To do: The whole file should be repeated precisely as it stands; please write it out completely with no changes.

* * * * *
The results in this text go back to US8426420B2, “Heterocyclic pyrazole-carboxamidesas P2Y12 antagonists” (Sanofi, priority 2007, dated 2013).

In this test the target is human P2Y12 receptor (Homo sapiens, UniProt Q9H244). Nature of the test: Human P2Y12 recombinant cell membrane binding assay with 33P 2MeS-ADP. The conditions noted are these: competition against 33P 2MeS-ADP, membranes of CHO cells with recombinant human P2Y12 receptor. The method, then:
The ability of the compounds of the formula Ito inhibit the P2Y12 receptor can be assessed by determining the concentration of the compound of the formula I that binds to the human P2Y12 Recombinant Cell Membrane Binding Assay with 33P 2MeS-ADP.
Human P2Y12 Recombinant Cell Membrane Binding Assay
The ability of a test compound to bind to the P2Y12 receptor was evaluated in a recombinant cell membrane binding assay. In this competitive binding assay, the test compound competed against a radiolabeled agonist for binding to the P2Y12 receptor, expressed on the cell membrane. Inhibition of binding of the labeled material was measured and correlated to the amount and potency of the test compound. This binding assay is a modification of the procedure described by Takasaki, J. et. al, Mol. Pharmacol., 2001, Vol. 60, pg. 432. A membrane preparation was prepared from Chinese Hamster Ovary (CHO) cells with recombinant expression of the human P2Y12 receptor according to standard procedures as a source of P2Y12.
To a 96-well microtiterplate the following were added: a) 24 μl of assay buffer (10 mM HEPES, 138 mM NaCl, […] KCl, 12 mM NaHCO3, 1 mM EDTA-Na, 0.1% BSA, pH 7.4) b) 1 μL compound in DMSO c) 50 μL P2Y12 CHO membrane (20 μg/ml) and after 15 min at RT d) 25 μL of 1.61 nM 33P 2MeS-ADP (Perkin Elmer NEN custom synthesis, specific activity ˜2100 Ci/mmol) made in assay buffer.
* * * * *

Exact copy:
The results in this text go back to US8426420B2, “Heterocyclic pyrazole-carboxamidesas P2Y12 antagonists” (Sanofi, priority 2007, dated 2013).

In this test the target is human P2Y12 receptor (Homo sapiens, UniProt Q9H244). Nature of the test: Human P2Y12 recombinant cell membrane binding assay with 33P 2MeS-ADP. The conditions noted are these: competition against 33P 2MeS-ADP, membranes of CHO cells with recombinant human P2Y12 receptor. The method, then:
The ability of the compounds of the formula Ito inhibit the P2Y12 receptor can be assessed by determining the concentration of the compound of the formula I that binds to the human P2Y12 Recombinant Cell Membrane Binding Assay with 33P 2MeS-ADP.
Human P2Y12 Recombinant Cell Membrane Binding Assay
The ability of a test compound to bind to the P2Y12 receptor was evaluated in a recombinant cell membrane binding assay. In this competitive binding assay, the test compound competed against a radiolabeled agonist for binding to the P2Y12 receptor, expressed on the cell membrane. Inhibition of binding of the labeled material was measured and correlated to the amount and potency of the test compound. This binding assay is a modification of the procedure described by Takasaki, J. et. al, Mol. Pharmacol., 2001, Vol. 60, pg. 432. A membrane preparation was prepared from Chinese Hamster Ovary (CHO) cells with recombinant expression of the human P2Y12 receptor according to standard procedures as a source of P2Y12.
To a 96-well microtiterplate the following were added: a) 24 μl of assay buffer (10 mM HEPES, 138 mM NaCl, […] KCl, 12 mM NaHCO3, 1 mM EDTA-Na, 0.1% BSA, pH 7.4) b) 1 μL compound in DMSO c) 50 μL P2Y12 CHO membrane (20 μg/ml) and after 15 min at RT d) 25 μL of 1.61 nM 33P 2MeS-ADP (Perkin Elmer NEN custom synthesis, specific activity ˜2100 Ci/mmol) made in assay buffer.